His ‘Observations on the Flame of a Candle,’ a paper written in 1816, contain important and hitherto neglected confirmation of Davy's then just published view of the structure of luminous flame, recently defended by Smithells (Chem. Soc. Trans. 1892, p. 217). According to Porrett, the light is mainly due to free carbon formed in the flame owing to the decomposition by heat of gaseous hydrocarbons. His ingenious experiments deserve repetition, and the observation that the luminous portion of the flame is surrounded completely by an almost invisible mantle, and that a spirit-lamp flame, though more transparent than glass, casts a shadow when placed in front of a candle flame, are of much importance. His chemical investigations on gun-cotton, published in 1846, are not of great value.
Porrett's sole contribution to physics was the discovery of electric endosmosis in 1816 (Thomson, Annals of Philosophy, viii. 74). The phenomenon had, according to Wiedemann (Galvanismus und Elektricität, 1st ed. i. 376), been observed previously by Reuss, but Porrett's discovery was independent, and the phenomenon for long went in Germany by his name.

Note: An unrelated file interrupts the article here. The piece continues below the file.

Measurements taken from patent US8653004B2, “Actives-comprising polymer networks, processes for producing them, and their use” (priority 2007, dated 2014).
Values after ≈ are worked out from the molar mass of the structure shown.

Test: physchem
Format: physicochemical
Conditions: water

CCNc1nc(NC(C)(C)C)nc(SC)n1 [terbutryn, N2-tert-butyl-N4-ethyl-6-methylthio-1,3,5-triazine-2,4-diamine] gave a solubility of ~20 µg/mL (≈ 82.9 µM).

Porrett's style is clear and unpretentious, his exposition methodical and workmanlike. Probably owing to lack of time, he did not attain the technical skill necessary to complete the investigations he began so brilliantly. It is unfortunate for science that a man of such marked capacity should have given to it only his leisure. The following is a list of his scientific papers: 1. In the ‘Transactions’ of the Society of Arts: ‘A Memoir on the Prussic Acid’ (1809, xxvii. 89–103). In Nicholson's ‘Journal:’ 2. ‘On the Prussic and Prussous Acids’ (1810, xxv. 344). 3. ‘On the Combination of Chlorine with Oil of Turpentine’ (1812, xxxiii. 194). 4. ‘On the Explosive Compound of Chlorine and Azote’ (in conjunction with R. Kirk and W. Wilson) (1813, xxxiv. 276). In the ‘Philosophical Transactions:’ 5. ‘On the Nature of the Salts termed Triple Prussiates, and on Acids formed by the Union of certain Bodies with the Elements of Prussic Acid’ (6 June 1814, p. 527). 6. ‘Further Analytical Data on the Constitution of Ferruretted Chyazic and Sulphuretted Chyazic Acids,’ &c. (22 Feb. 1815). In Thomson's ‘Annals of Philosophy:’ 7. ‘Curious Galvanic Experiments’ (1816, viii. 74). 8. ‘Observations on the Flame of a Candle’ (viii. 337). 9. ‘On the Triple Prussiate of Potash’ (1818, xii. 214). 10. ‘On the Anthrazothion of Von Grotthuss, and on Sulphuretted Chyazic Acid’ (1819, xiii. 356). 11. ‘On Ferrochyazate of Potash and the Atomic Weight of Iron’ (1819, xiv. 295). In the Chemical Society's ‘Memoirs:’ 12. ‘On the Chemical Composition of Gun-Cotton’ (in conjunction with E. Teschemacher) (1846, iii. 258). 13. ‘On the Existence of a new Alkali in Gun-Cotton’ (iii. 287).[Besides the sources mentioned above, obituaries in Chem. Soc. Journ. 1869, p. vii.; Proc. Roy. Soc. vol. xviii. p. iv.; Proc. Soc. of Antiquaries, 2nd ser. iv. 305; Poggendorff's Biographisch-literarisches Handwörterbuch zur Gesch. der exakten Wissenschaften; Porrett's own papers.]